Labour voters must back a Remain vote in the EU referendum because a post-Brexit Conservative Government cannot be trusted to negotiate a fair deal for Britain outside of the EU, Jeremy Corbyn will warn.
As leading Labour figures said that Boris Johnson and Michael Gove’s proposal of radical reform to Britain’s immigration system in the event of Brexit were the actions of a “an alternative government in waiting”, Mr Corbyn will raise fears that a post-Brexit Conservative administration would put workplace rights enjoyed by millions at risk.
While not directly naming Mr Johnson and Mr Gove, the Labour leader will say that a Brexit vote would play into the hands of the Conservative right who, he will warn, want to “water down workers’ rights, rip up the protections that protect work-life balance and prevent discrimination” in the workplace.
“A vote to Leave means a Conservative Government would then be in charge of negotiating Britain’s exit,” Mr Corbyn will say in a speech in Westminster. “Everything they have done as a Government so far means we could not rely on them to protect the workplace rights that millions rely on.”
The Conservative Party’s civil war over the EU referendum has deepened, as the Leave campaign called for the UK to adopt an Australian-style points-based immigration system in the event of a Brexit vote.
Backed by Mr Johnson, Mr Gove, and Conservative employment minister Priti Patel, the proposals were viewed as an alternative manifesto and a direct challenge to David Cameron’s leadership.
The Prime Minister dismissed the idea, warning that it would not lower immigration and would lead to British citizens requiring work permits to get a job in Europe.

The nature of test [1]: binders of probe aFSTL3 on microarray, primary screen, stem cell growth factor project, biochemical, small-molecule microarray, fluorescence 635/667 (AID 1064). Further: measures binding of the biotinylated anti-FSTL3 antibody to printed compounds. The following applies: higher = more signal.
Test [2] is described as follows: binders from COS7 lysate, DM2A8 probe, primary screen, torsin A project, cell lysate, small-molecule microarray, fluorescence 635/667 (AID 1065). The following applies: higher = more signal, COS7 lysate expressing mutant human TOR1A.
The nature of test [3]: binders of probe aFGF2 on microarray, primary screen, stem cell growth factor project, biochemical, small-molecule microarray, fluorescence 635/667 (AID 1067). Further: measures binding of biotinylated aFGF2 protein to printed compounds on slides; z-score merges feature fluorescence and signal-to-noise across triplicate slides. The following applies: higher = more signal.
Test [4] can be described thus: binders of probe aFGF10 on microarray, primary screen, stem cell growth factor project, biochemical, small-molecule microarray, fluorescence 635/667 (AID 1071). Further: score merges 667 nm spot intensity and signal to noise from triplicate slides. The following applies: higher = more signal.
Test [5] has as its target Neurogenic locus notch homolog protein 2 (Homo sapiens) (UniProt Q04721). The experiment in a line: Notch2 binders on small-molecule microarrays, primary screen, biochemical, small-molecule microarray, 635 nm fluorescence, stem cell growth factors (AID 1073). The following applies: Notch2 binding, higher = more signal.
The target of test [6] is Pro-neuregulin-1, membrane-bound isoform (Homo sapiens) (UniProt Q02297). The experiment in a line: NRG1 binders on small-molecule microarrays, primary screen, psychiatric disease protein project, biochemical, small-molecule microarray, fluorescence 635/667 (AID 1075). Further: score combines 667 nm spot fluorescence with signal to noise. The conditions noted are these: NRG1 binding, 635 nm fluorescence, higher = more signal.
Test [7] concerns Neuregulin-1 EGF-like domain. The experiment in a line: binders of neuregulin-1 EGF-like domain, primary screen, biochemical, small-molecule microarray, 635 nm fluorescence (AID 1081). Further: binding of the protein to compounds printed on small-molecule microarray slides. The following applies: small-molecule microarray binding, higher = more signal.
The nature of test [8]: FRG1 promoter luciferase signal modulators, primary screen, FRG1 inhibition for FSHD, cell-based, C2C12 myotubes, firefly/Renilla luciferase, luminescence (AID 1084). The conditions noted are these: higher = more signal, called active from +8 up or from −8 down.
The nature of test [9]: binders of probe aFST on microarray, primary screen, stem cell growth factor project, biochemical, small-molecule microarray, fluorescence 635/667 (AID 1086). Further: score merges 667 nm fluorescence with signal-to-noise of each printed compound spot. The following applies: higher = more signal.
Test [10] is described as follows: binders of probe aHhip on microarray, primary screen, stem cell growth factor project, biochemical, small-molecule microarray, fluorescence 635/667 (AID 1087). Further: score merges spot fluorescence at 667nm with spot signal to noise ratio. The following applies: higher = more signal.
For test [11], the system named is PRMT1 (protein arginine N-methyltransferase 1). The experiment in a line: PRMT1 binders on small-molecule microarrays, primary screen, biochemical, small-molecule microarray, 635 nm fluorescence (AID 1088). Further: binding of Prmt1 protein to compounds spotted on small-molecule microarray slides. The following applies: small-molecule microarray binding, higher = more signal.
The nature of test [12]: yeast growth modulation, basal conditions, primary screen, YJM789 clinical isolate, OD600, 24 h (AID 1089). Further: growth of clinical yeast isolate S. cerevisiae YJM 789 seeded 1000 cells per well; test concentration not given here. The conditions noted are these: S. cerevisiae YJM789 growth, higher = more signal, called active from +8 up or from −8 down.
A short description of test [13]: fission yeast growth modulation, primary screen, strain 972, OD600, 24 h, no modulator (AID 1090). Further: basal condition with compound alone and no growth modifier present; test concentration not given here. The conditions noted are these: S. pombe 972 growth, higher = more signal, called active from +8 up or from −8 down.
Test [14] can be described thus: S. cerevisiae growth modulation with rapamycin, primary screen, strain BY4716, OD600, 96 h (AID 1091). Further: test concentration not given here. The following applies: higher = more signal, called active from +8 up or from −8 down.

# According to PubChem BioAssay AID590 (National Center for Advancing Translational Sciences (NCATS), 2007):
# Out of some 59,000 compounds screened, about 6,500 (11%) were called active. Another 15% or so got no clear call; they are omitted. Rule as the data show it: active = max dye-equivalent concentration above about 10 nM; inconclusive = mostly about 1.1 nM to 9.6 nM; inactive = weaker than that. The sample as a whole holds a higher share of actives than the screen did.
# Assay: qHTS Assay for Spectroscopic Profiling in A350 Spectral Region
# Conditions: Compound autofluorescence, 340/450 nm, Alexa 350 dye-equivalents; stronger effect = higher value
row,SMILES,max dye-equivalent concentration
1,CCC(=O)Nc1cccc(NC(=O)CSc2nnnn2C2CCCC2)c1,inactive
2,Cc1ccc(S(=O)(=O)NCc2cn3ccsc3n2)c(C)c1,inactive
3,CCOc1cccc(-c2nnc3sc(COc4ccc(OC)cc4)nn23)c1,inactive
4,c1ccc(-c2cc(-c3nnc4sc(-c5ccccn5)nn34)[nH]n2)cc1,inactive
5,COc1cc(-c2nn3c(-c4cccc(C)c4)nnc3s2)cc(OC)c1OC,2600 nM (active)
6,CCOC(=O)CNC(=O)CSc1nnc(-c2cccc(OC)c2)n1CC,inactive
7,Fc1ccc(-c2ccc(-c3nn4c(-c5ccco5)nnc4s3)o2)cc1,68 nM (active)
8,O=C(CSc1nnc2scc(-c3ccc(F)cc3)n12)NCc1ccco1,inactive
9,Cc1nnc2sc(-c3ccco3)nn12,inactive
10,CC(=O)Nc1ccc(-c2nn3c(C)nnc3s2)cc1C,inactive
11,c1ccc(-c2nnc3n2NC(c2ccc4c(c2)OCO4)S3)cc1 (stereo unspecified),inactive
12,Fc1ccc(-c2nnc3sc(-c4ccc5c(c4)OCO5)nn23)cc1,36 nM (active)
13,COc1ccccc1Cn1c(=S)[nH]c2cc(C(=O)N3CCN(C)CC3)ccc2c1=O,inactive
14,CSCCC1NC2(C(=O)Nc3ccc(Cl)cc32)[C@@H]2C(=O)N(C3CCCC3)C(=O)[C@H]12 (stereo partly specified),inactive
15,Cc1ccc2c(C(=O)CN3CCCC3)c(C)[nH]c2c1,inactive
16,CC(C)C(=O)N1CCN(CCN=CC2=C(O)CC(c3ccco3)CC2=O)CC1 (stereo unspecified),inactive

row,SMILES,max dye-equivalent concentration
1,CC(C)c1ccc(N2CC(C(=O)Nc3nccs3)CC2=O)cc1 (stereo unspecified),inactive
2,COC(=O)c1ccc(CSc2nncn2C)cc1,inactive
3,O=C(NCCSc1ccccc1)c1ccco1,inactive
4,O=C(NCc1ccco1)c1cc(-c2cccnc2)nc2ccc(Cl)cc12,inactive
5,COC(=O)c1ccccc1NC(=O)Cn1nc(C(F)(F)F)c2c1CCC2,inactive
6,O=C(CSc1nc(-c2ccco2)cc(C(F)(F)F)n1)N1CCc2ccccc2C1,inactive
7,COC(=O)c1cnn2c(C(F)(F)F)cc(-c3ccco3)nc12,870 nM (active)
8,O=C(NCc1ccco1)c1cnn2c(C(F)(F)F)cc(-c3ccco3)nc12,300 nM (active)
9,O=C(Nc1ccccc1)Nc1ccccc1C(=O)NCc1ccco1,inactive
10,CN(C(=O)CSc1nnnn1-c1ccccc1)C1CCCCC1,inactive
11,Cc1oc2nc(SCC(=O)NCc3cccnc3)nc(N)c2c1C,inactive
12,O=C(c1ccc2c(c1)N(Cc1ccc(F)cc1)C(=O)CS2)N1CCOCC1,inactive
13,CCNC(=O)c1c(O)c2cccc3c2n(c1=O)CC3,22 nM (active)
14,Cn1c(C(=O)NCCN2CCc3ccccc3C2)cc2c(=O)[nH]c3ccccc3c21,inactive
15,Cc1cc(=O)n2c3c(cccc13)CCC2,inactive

Labour’s deputy leader Tom Watson, accused Mr Gove and Mr Johnson of using the referendum campaign to intentionally undermine Mr Cameron.
“It seems to me looking at this campaign that Michael Gove and Boris Johnson are almost turning the Brexit campaign into an alternative government in waiting,” he told BBC Radio 4’s The World at One programme.
Mr Johnson, viewed as a likely successor to Mr Cameron in the event of Brexit, said that Vote Leave’s immigration proposals, which would see migrants granted the right to work in the UK based on their English skills, qualifications and work experience, were not a vision for an alternative government, and insisted Mr Cameron would not have to resign if Britain votes to leave.
Speaking at a campaign event in Accrington, he said: “All we are saying is what any government could do and we are saying after we vote leave on 23 June it will be up to the Government to take back control.”
Mr Cameron hit back at the proposals, pointing out that, per head, Australia has higher immigration levels under its points-based system than the UK.
“I think it’s the wrong approach,” he said. “I also think if we were to say to the Europeans they needed work permits to come to Britain, European countries would say to us we need work permits to go and work there. So not only would we crash our economy we would also reduce opportunities to work in other countries.”
In his speech, Mr Corbyn will make the Labour case for a Remain vote, saying that leaving the EU will put the working conditions of British people at risk.
He will point to figures indicating that through rights enshrined in the EU directives, 26 million workers in Britain benefit from an entitlement to 28 days paid holiday a year, and have legal limits on the number of hours they can be asked to work.
“Several Leave supporters have stated clearly they want to leave Europe to water down workers’ rights, to rip up the protections that protect work-life balance, that prevent discrimination and prevent exploitation and injustice,” he will say.
“That is why we say, the threat to the British people is not the European Union – it is a Conservative government here in Britain, seeking to undermine the good things we have achieved in Europe and resisting changes that would benefit the ordinary people of Britain.”
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